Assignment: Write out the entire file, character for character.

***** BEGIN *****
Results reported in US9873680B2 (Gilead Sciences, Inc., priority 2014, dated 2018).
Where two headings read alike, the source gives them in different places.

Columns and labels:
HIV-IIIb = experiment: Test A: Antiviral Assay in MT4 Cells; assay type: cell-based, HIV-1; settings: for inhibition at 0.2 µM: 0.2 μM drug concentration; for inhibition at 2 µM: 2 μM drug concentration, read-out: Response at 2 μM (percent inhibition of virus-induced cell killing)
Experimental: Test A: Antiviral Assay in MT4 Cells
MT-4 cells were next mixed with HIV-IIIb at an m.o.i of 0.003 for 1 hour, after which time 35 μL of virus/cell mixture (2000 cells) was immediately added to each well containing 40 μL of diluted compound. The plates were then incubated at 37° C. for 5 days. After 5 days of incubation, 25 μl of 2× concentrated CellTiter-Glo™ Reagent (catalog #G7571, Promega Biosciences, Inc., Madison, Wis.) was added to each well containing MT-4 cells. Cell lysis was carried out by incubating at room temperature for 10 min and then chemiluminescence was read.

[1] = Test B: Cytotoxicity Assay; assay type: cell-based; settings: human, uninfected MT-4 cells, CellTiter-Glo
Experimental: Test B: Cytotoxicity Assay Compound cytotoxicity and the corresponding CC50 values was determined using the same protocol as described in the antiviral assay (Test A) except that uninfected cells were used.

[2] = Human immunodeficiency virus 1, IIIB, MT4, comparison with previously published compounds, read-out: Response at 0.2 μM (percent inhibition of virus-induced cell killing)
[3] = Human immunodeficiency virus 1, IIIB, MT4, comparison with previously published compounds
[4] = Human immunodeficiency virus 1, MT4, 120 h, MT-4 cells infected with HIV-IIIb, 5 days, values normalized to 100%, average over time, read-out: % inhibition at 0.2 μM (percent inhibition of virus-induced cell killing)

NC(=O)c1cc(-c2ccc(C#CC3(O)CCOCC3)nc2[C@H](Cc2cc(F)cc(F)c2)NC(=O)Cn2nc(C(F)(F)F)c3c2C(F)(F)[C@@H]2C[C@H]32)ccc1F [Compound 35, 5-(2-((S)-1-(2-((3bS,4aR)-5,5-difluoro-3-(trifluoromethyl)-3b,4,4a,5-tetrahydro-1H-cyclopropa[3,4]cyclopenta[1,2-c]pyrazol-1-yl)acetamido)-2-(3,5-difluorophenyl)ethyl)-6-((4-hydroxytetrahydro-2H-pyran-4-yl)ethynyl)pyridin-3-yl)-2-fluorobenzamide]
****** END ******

Results reported in US9873680B2 (Gilead Sciences, Inc., priority 2014, dated 2018).
Where two headings read alike, the source gives them in different places.

Columns and labels:
HIV-IIIb = experiment: Test A: Antiviral Assay in MT4 Cells; assay type: cell-based, HIV-1; settings: for inhibition at 0.2 µM: 0.2 μM drug concentration; for inhibition at 2 µM: 2 μM drug concentration, read-out: Response at 2 μM (percent inhibition of virus-induced cell killing)
Experimental: Test A: Antiviral Assay in MT4 Cells
MT-4 cells were next mixed with HIV-IIIb at an m.o.i of 0.003 for 1 hour, after which time 35 μL of virus/cell mixture (2000 cells) was immediately added to each well containing 40 μL of diluted compound. The plates were then incubated at 37° C. for 5 days. After 5 days of incubation, 25 μl of 2× concentrated CellTiter-Glo™ Reagent (catalog #G7571, Promega Biosciences, Inc., Madison, Wis.) was added to each well containing MT-4 cells. Cell lysis was carried out by incubating at room temperature for 10 min and then chemiluminescence was read.

[1] = Test B: Cytotoxicity Assay; assay type: cell-based; settings: human, uninfected MT-4 cells, CellTiter-Glo
Experimental: Test B: Cytotoxicity Assay Compound cytotoxicity and the corresponding CC50 values was determined using the same protocol as described in the antiviral assay (Test A) except that uninfected cells were used.

[2] = Human immunodeficiency virus 1, IIIB, MT4, comparison with previously published compounds, read-out: Response at 0.2 μM (percent inhibition of virus-induced cell killing)
[3] = Human immunodeficiency virus 1, IIIB, MT4, comparison with previously published compounds
[4] = Human immunodeficiency virus 1, MT4, 120 h, MT-4 cells infected with HIV-IIIb, 5 days, values normalized to 100%, average over time, read-out: % inhibition at 0.2 μM (percent inhibition of virus-induced cell killing)

NC(=O)c1cc(-c2ccc(C#CC3(O)CCOCC3)nc2[C@H](Cc2cc(F)cc(F)c2)NC(=O)Cn2nc(C(F)(F)F)c3c2C(F)(F)[C@@H]2C[C@H]32)ccc1F [Compound 35, 5-(2-((S)-1-(2-((3bS,4aR)-5,5-difluoro-3-(trifluoromethyl)-3b,4,4a,5-tetrahydro-1H-cyclopropa[3,4]cyclopenta[1,2-c]pyrazol-1-yl)acetamido)-2-(3,5-difluorophenyl)ethyl)-6-((4-hydroxytetrahydro-2H-pyran-4-yl)ethynyl)pyridin-3-yl)-2-fluorobenzamide]